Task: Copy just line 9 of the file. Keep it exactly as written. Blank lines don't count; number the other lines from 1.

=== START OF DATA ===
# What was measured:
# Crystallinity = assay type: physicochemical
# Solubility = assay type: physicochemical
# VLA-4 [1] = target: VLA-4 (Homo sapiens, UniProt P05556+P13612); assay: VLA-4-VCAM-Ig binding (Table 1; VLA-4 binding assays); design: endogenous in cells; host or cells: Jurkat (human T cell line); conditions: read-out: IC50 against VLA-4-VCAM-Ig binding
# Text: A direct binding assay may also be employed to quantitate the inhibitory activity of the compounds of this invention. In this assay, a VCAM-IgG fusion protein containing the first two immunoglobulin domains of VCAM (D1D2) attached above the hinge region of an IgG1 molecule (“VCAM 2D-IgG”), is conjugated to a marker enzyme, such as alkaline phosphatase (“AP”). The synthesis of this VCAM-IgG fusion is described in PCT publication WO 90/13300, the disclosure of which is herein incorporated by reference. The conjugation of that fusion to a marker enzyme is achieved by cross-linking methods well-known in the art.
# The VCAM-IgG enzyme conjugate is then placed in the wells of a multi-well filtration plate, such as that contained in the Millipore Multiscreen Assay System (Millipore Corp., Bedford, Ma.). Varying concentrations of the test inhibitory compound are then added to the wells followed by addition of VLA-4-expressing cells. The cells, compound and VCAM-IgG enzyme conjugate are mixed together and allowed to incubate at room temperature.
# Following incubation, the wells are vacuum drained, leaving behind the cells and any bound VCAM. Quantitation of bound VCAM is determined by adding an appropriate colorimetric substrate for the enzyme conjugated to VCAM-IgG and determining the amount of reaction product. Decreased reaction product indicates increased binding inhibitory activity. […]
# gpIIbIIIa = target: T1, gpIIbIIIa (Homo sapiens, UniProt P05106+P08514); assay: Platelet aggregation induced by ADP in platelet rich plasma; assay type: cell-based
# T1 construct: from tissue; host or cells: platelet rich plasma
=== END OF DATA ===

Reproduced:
# T1 construct: from tissue; host or cells: platelet rich plasma